Tuesday, November 8, 2011

Heeding the Call - Updated

Dear Theophilus,

I had mentioned that I had hesitated a long time before starting this blog. Although I gained the courage to start through prayer and meditation, the catalyst to start came with my coming across three different quotes that urged me in the same direction.

To put them in chronological order:

“When the Church does not speak, others will speak instead.” Blessed Cardinal Newman – Loss and Gain (1848).

“Today, the Catholic story is being told in the media, but it’s being told by the wrong people in the wrong way.” Fr. Robert Barron – Catholicism (2011).

“Identify new ways of evangelization with missionary audacity” Benedict XVI’s address to the Council of European Bishops Conferences (Oct. 2011)

Reading the first two quotes, I was ready to let those more in the know, closer to the Church, closer to Rome, tell the story. Surely whatever I have to add to the telling of the Catholicism story would be negligible in comparison to these great thinkers. Then I heard of Benedict’s call for “new ways of evangelization with missionary audacity.” What intrigued me the most was the Bishops Conference’s interpretation of these new ways of evangelization to include new technology such as the internet. I began to believe that I could add to the discussion, that I have something to tell in this wondrous story.

Are we all called to evangelize – to tell the story of Christ through the Catholic Church? The answer is an emphatic “Yes!” Are we all called to do it in the same way? “No,” to each their own special way of spreading the Good News. But we need to remember that if we do not speak for the Church, who will? And will they get the story right?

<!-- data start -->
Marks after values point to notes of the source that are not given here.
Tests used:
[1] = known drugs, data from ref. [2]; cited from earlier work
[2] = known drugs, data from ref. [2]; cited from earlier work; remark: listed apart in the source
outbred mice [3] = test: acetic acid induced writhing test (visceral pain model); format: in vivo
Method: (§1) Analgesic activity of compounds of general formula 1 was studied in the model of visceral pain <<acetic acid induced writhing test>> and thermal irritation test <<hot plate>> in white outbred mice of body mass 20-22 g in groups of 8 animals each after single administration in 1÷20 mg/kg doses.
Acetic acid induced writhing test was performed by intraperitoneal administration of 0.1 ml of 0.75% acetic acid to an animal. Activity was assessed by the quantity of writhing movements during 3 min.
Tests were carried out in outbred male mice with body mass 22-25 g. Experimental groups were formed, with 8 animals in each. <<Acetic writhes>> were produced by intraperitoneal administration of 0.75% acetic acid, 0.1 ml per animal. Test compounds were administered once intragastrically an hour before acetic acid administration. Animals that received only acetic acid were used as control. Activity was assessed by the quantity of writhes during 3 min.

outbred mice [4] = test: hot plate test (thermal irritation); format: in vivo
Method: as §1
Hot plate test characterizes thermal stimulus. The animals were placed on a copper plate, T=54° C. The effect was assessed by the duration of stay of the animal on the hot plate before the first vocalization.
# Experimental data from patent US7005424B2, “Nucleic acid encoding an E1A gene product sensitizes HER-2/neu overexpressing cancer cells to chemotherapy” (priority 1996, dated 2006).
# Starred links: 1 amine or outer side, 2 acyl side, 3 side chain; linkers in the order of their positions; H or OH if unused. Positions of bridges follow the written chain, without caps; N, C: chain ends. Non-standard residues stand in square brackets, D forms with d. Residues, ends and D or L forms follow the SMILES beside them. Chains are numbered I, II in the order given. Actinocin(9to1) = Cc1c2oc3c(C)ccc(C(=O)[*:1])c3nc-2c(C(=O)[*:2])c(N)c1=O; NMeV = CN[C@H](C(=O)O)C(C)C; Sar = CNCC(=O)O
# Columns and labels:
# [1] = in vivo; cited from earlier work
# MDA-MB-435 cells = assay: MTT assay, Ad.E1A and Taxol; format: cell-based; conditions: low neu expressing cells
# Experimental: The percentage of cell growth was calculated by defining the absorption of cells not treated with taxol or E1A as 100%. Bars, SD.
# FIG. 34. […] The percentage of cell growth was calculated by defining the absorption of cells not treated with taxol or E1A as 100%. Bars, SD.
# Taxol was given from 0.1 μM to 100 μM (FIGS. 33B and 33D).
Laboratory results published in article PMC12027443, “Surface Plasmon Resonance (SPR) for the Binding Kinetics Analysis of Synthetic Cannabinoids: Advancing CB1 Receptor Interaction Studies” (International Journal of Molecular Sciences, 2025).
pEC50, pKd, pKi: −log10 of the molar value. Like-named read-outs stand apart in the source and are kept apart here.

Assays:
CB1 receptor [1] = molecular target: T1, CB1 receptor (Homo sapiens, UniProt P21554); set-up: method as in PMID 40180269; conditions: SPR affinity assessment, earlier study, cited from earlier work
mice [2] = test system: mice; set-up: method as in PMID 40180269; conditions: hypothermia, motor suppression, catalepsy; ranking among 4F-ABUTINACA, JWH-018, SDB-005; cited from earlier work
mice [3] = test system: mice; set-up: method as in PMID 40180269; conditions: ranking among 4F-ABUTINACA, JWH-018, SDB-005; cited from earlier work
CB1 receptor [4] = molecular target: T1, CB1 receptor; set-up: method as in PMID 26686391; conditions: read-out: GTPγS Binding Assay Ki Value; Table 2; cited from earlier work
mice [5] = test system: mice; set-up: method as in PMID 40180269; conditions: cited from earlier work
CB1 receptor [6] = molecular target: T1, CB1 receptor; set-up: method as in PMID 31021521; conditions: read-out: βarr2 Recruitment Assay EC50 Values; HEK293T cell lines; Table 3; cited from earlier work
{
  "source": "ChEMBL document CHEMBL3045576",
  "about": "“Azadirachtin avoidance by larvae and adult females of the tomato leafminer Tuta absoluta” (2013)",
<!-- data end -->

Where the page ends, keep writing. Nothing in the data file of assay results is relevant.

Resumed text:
**Post Scriptum**

Dear Theophilus,

A friend asked me to clarify for you exactly who are the wrong people telling our Catholic story, as well as who are the right people to tell it. I hope that this helps you to better understand.

The wrong people Fr. Barron writes about and that are implied by Cardinal Newman's question are non-Catholics - most notably in the American media. It is the responsability, and duty, of Catholics (lay and clerical alike, who make up 'The Church') to learn, practice and preach their faith, thus modelling and telling the Catholic story.

There is no mistake to infer that the narrative is to be told by a chosen people. The mistake is mine in not stating more clearly that Fr. Barron and Cardinal Newman refer to the Church in its entirety, and that we should all be standing up to explain what exactly it means to be Catholic.

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